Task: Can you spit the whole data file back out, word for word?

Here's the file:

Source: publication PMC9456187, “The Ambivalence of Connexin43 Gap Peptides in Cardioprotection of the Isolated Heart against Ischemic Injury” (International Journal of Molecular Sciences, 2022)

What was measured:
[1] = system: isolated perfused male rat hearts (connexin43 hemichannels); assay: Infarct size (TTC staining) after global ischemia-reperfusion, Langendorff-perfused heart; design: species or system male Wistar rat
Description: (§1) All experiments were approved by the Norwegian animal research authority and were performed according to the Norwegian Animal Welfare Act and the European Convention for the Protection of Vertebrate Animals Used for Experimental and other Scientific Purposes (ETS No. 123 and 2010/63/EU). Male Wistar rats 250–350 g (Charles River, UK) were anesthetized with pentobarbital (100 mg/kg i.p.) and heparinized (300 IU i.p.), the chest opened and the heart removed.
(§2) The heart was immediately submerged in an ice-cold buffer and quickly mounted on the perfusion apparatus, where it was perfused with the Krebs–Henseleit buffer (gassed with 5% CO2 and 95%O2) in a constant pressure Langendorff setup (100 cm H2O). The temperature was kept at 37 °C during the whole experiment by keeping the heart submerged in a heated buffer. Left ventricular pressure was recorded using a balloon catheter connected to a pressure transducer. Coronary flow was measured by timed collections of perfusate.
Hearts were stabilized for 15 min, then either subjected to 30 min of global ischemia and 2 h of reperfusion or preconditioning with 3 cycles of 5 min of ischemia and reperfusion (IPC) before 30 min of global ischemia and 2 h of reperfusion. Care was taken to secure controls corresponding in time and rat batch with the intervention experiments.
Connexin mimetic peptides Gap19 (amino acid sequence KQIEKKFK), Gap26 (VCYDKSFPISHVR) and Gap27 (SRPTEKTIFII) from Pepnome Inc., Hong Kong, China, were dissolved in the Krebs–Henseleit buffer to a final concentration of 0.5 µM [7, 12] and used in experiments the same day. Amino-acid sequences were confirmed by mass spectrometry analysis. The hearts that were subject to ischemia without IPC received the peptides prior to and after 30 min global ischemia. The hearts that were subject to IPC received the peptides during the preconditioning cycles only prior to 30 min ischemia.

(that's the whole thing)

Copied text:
Source: publication PMC9456187, “The Ambivalence of Connexin43 Gap Peptides in Cardioprotection of the Isolated Heart against Ischemic Injury” (International Journal of Molecular Sciences, 2022)

What was measured:
[1] = system: isolated perfused male rat hearts (connexin43 hemichannels); assay: Infarct size (TTC staining) after global ischemia-reperfusion, Langendorff-perfused heart; design: species or system male Wistar rat
Description: (§1) All experiments were approved by the Norwegian animal research authority and were performed according to the Norwegian Animal Welfare Act and the European Convention for the Protection of Vertebrate Animals Used for Experimental and other Scientific Purposes (ETS No. 123 and 2010/63/EU). Male Wistar rats 250–350 g (Charles River, UK) were anesthetized with pentobarbital (100 mg/kg i.p.) and heparinized (300 IU i.p.), the chest opened and the heart removed.
(§2) The heart was immediately submerged in an ice-cold buffer and quickly mounted on the perfusion apparatus, where it was perfused with the Krebs–Henseleit buffer (gassed with 5% CO2 and 95%O2) in a constant pressure Langendorff setup (100 cm H2O). The temperature was kept at 37 °C during the whole experiment by keeping the heart submerged in a heated buffer. Left ventricular pressure was recorded using a balloon catheter connected to a pressure transducer. Coronary flow was measured by timed collections of perfusate.
Hearts were stabilized for 15 min, then either subjected to 30 min of global ischemia and 2 h of reperfusion or preconditioning with 3 cycles of 5 min of ischemia and reperfusion (IPC) before 30 min of global ischemia and 2 h of reperfusion. Care was taken to secure controls corresponding in time and rat batch with the intervention experiments.
Connexin mimetic peptides Gap19 (amino acid sequence KQIEKKFK), Gap26 (VCYDKSFPISHVR) and Gap27 (SRPTEKTIFII) from Pepnome Inc., Hong Kong, China, were dissolved in the Krebs–Henseleit buffer to a final concentration of 0.5 µM [7, 12] and used in experiments the same day. Amino-acid sequences were confirmed by mass spectrometry analysis. The hearts that were subject to ischemia without IPC received the peptides prior to and after 30 min global ischemia. The hearts that were subject to IPC received the peptides during the preconditioning cycles only prior to 30 min ischemia.